“The mountains are calling and I must go”

“The mountains are calling and I must go.” Isn’t that a great quote? If you aren’t familiar with this famous quote or don’t know it is from John Muir, well shame on you. Muir is one of the fathers of the National Parks. He fought to preserve Yosemite and even took President Theodore Roosevelt camping in the park. Muir is best known for being a strong environmentalist, but he was also a philosopher and acclaimed writer. I can only imagine what he would have to say about the state of the environment today and specifically the grossly overcrowded Yosemite Valley.

I’ve always been a big fan of John Muir. I’m also partial to Edward Abbey, who I would say is kind of like the John Muir of the Southwest. Although, Abbey is probably more famous for his writing. Abbey had some controversial beliefs and from what I’ve read was probably not the greatest role model; but his love of the Southwest is well documented. I also greatly enjoyed a few of his books including The Monkey Wrench Gang and Black Sun.

Back to that fantastic quote, “The mountains are calling and I must go.” I feel that has applied to me many times in my life. In fact, I’d say I feel that way quite often, I just can’t satisfy that desire these days. I guess I’d change the quote to “The mountains are calling and I’d sure like to go, but I think I’ll wait a couple more years.” I’ve written before about the fact that my wife and I are waiting for our kids to get a little older before we go on any grand adventures across the country with our children. In the meantime, we’ve enjoyed cruises and winter trips to Florida.

Ashley doesn’t like hiking as much as I do, that’s alright though. I’m trying to get my 5-year-old son, Noah, into hiking, so that he will eventually want to explore long, scenic trails with me. In a few years I plan on taking my family back out west to some of my favorite National Parks. Neither a very long flight nor a super long drive with our children sounds the slightest big enjoyable at this time. Things will get better though.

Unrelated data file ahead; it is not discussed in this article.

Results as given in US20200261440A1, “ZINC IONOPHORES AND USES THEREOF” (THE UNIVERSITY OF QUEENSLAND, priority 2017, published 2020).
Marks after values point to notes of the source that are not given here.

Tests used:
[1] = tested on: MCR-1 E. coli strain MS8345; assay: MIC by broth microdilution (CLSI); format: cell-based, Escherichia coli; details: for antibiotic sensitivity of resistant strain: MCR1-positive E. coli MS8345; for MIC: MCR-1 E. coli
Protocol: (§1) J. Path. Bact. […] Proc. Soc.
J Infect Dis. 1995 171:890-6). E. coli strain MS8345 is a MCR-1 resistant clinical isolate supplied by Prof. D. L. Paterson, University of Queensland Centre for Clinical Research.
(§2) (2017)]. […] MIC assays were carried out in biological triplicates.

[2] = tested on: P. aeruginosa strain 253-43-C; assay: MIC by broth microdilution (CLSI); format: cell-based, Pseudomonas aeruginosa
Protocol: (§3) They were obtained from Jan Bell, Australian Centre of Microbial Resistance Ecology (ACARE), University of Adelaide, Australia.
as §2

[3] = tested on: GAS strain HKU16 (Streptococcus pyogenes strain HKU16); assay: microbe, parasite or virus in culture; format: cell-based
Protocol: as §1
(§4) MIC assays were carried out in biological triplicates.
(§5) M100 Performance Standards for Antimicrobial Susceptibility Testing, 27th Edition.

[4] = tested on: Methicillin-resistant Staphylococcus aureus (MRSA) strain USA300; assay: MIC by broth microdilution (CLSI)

I’m content reading and writing about the National Parks for now. I also have plenty of photos that can transport me back to some of the awesome trails I’ve hiked and sights I’ve seen. I can also read passages from my book, my blog, or other blogs to appease my passion for the parks.

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Even though I’m happy where I am with my family, that doesn’t mean I don’t get bitten by the travel bug on occasion. In those situations I start planning and researching for future trips, reminisce about past adventures, or try to be outside and enjoy some of our local treasures. Fall is a great time for hiking, so I’ll try to get out more with Noah in the coming months before Western New York turns into the frozen tundra this winter.

I’d like to return to Muir’s quote one more time, “The mountains are calling and I must go.” Muir loved all things wild, especially Yosemite and the Sierra Nevada range. I feel the same way. As much as I love waterfalls, canyons, and beaches; I love the mountains most. The Olympic Mountains, Tetons, and the different mountain ranges in Yellowstone have a special place in my heart. As do Muir’s mountains in Yosemite. It’s not only the National Parks; I’ve also had great times in the Absaroka-Beartooth Wilderness and the Adirondacks among others. I just think mountains have so much to offer. There are colorful mountain meadows, alpine lakes, summit views, wildlife, and that fresh mountain air. I can nearly taste it just thinking about it.

I also typically find mountains to be the most photogenic of nature’s natural wonders. I admit there can be exceptions (especially depending on the light at the time), but I’d normally give mountains the edge over canyons and water (lakes, rivers, waterfalls).

 

I’ll end this post with a few more quotes from John Muir:

“The clearest way into the Universe is through a forest wilderness.”

“The world’s big and I want to have a good look at it before it gets dark.”

“And into the forest I go, to lose my mind and find my soul.”

“In every walk with Nature one receives far more than he seeks.”

“Going to the mountains is going home.”

“Climb the mountains and get their good tidings. Nature’s peace will flow into you as sunshine flows into the trees. The winds will blow their own freshness into you, and the storms their energy, while cares will drop away from you like the leaves of Autumn.”

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